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Ordinary elections and constitutional arrangement

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  • SALMON, Pierre

    () (LATEC - Université de Bourgogne)

Abstract

It is widely held that voting in the course of ordinary elections has no significant influence on the constitutional regime or order of a country. At least three powerful arguments are provided in support of that view. First, to claim that, at the same time as they play, players can change the rules is, to say the least, logically puzzling. A second argument refers to the motivations and possibilities of voters: voters, this argument says, are not really interested in constitutional issues and, even if they were, are particularly ill-equiped to understand their implications. The third argument rests on the observation of what obtains in practice: as a matter of fact, constitutional issues are generally absent from electoral campaigns. After a discussion of what should be included in the constitutional "order, "regime" or "arrangements" of a country, the paper endeavours to neutralize each of the three arguments and show that voters do exercise a very susbstantial influence on constitutional matters simply by the way of their vote in ordinary elections.

Suggested Citation

  • SALMON, Pierre, 1999. "Ordinary elections and constitutional arrangement," LATEC - Document de travail - Economie (1991-2003) 1999-10, LATEC, Laboratoire d'Analyse et des Techniques EConomiques, CNRS UMR 5118, Université de Bourgogne.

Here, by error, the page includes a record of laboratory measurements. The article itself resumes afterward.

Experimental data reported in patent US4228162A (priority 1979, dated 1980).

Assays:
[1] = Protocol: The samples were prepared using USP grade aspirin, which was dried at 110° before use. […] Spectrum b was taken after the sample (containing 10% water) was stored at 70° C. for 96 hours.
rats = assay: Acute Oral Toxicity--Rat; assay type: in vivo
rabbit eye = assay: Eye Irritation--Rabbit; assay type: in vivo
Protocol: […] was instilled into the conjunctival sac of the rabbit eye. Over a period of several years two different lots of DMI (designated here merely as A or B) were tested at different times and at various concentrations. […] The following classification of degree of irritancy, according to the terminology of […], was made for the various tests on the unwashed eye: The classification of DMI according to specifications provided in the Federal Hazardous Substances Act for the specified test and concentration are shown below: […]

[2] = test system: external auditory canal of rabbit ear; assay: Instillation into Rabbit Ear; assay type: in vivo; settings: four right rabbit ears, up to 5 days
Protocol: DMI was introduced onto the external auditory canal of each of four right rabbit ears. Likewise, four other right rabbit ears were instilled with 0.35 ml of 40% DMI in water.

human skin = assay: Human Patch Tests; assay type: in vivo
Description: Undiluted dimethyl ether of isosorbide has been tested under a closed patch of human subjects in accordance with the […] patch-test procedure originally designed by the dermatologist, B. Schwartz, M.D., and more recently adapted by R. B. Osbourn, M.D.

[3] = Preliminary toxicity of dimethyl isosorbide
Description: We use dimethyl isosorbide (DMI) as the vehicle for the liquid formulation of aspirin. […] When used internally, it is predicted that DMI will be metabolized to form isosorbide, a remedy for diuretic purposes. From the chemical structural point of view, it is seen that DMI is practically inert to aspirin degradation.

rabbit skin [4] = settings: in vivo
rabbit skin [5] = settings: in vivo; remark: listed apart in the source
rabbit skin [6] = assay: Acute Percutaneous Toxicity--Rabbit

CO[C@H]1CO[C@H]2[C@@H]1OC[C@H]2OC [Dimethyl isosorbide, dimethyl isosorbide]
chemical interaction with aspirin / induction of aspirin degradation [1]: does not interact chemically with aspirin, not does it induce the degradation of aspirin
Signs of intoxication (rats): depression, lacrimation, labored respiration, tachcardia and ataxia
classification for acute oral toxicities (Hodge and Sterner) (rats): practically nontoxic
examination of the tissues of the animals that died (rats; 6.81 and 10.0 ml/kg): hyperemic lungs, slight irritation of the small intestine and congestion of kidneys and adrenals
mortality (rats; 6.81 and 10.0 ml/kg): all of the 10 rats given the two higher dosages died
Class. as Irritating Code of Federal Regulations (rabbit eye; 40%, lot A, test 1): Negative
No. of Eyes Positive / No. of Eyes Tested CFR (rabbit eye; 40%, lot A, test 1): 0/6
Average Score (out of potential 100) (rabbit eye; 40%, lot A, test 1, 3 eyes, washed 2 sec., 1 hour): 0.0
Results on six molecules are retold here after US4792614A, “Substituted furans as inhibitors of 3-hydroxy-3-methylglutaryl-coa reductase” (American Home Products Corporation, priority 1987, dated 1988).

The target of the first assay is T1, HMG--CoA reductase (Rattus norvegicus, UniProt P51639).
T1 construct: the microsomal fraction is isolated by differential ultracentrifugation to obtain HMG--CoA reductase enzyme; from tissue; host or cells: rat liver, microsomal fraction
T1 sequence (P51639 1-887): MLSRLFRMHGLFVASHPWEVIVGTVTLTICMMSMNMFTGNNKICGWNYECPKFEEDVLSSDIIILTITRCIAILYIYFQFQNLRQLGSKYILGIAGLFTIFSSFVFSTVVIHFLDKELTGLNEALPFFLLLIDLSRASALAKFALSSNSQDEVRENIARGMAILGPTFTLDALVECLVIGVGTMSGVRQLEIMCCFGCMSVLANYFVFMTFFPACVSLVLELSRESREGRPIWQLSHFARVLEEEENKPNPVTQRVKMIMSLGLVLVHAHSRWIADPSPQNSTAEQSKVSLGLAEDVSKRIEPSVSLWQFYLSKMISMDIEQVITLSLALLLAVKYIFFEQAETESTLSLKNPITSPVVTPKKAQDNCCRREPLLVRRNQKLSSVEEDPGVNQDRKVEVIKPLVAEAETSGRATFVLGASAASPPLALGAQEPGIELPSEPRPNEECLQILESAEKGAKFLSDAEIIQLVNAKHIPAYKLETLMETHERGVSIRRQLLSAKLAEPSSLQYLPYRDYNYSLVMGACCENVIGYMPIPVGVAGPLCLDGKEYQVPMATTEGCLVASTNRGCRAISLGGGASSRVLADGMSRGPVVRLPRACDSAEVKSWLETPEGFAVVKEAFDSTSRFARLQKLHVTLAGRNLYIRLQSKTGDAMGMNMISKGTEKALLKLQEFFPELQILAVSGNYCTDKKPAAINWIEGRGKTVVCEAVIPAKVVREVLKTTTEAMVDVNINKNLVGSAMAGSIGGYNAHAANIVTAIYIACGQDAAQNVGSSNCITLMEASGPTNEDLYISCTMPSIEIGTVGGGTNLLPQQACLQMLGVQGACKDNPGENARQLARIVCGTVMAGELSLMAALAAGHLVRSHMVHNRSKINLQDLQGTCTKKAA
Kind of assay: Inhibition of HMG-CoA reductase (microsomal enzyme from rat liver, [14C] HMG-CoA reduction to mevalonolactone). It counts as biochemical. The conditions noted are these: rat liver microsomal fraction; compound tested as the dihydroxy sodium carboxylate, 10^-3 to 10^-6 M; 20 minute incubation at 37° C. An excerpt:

• Handle: RePEc:lat:lateco:1999-10
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    References listed on IDEAS

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    1. William Niskanen, 1990. "Conditions affecting the survivial of constitutional rules," Constitutional Political Economy, Springer, vol. 1(2), pages 53-62, March.
    2. Tirole, Jean, 1994. "The Internal Organization of Government," Oxford Economic Papers, Oxford University Press, vol. 46(1), pages 1-29, January.
    3. James Buchanan, 1990. "The domain of constitutional economics," Constitutional Political Economy, Springer, vol. 1(1), pages 1-18, December.
    4. Russell Hardin, 1990. "Contractarianism: Wistful thinking," Constitutional Political Economy, Springer, vol. 1(2), pages 35-52, March.
    5. Salmon, Pierre, 1987. "Decentralisation as an Incentive Scheme," Oxford Review of Economic Policy, Oxford University Press, vol. 3(2), pages 24-43, Summer.
    6. Steven Maser, 1985. "Demographic factors affecting constitutional decisions: the case of municipal charters," Public Choice, Springer, vol. 47(1), pages 121-162, January.
    7. Holmstrom, Bengt & Milgrom, Paul, 1991. "Multitask Principal-Agent Analyses: Incentive Contracts, Asset Ownership, and Job Design," Journal of Law, Economics, and Organization, Oxford University Press, vol. 7(0), pages 24-52, Special I.
    8. Peter Ordeshook, 1992. "Constitutional stability," Constitutional Political Economy, Springer, vol. 3(2), pages 137-175, March.
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    Cited by:

    1. BRETON, Albert & SALMON, Pierre, 2002. "Constitutional rules and competitive politics : their effects on secessionism," LATEC - Document de travail - Economie (1991-2003) 2002-06, LATEC, Laboratoire d'Analyse et des Techniques EConomiques, CNRS UMR 5118, Université de Bourgogne.
    2. Pierre Salmon, 2001. "Constitutional Implications of Electoral Assumptions," Constitutional Political Economy, Springer, vol. 12(4), pages 333-349, December.

    More about this item

    Keywords

    constitutional economics; elections; constitutional change; économie constitutionnelle; élections; changements constitutionnels;

    JEL classification:

    • D72 - Microeconomics - - Analysis of Collective Decision-Making - - - Political Processes: Rent-seeking, Lobbying, Elections, Legislatures, and Voting Behavior
    • K10 - Law and Economics - - Basic Areas of Law - - - General (Constitutional Law)

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